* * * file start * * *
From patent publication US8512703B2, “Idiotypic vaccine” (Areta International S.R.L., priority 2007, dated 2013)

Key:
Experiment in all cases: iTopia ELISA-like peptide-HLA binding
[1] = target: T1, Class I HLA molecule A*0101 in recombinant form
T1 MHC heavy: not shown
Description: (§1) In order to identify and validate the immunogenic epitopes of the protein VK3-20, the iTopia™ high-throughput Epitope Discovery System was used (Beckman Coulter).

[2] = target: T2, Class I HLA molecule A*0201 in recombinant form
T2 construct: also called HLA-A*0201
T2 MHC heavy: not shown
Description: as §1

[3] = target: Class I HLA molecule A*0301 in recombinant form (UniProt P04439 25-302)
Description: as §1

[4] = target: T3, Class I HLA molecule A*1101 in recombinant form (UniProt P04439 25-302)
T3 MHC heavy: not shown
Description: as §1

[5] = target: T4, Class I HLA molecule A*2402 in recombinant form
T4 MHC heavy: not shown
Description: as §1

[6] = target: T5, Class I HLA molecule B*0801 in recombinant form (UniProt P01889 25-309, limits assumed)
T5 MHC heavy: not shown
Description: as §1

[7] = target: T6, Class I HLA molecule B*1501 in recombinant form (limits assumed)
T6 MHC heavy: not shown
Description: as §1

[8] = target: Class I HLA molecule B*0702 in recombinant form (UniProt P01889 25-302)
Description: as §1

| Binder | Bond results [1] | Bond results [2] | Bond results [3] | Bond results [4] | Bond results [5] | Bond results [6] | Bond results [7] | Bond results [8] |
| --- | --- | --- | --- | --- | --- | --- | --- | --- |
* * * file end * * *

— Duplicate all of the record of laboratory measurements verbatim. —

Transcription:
From patent publication US8512703B2, “Idiotypic vaccine” (Areta International S.R.L., priority 2007, dated 2013)

Key:
Experiment in all cases: iTopia ELISA-like peptide-HLA binding
[1] = target: T1, Class I HLA molecule A*0101 in recombinant form
T1 MHC heavy: not shown
Description: (§1) In order to identify and validate the immunogenic epitopes of the protein VK3-20, the iTopia™ high-throughput Epitope Discovery System was used (Beckman Coulter).

[2] = target: T2, Class I HLA molecule A*0201 in recombinant form
T2 construct: also called HLA-A*0201
T2 MHC heavy: not shown
Description: as §1

[3] = target: Class I HLA molecule A*0301 in recombinant form (UniProt P04439 25-302)
Description: as §1

[4] = target: T3, Class I HLA molecule A*1101 in recombinant form (UniProt P04439 25-302)
T3 MHC heavy: not shown
Description: as §1

[5] = target: T4, Class I HLA molecule A*2402 in recombinant form
T4 MHC heavy: not shown
Description: as §1

[6] = target: T5, Class I HLA molecule B*0801 in recombinant form (UniProt P01889 25-309, limits assumed)
T5 MHC heavy: not shown
Description: as §1

[7] = target: T6, Class I HLA molecule B*1501 in recombinant form (limits assumed)
T6 MHC heavy: not shown
Description: as §1

[8] = target: Class I HLA molecule B*0702 in recombinant form (UniProt P01889 25-302)
Description: as §1

| Binder | Bond results [1] | Bond results [2] | Bond results [3] | Bond results [4] | Bond results [5] | Bond results [6] | Bond results [7] | Bond results [8] |
| --- | --- | --- | --- | --- | --- | --- | --- | --- |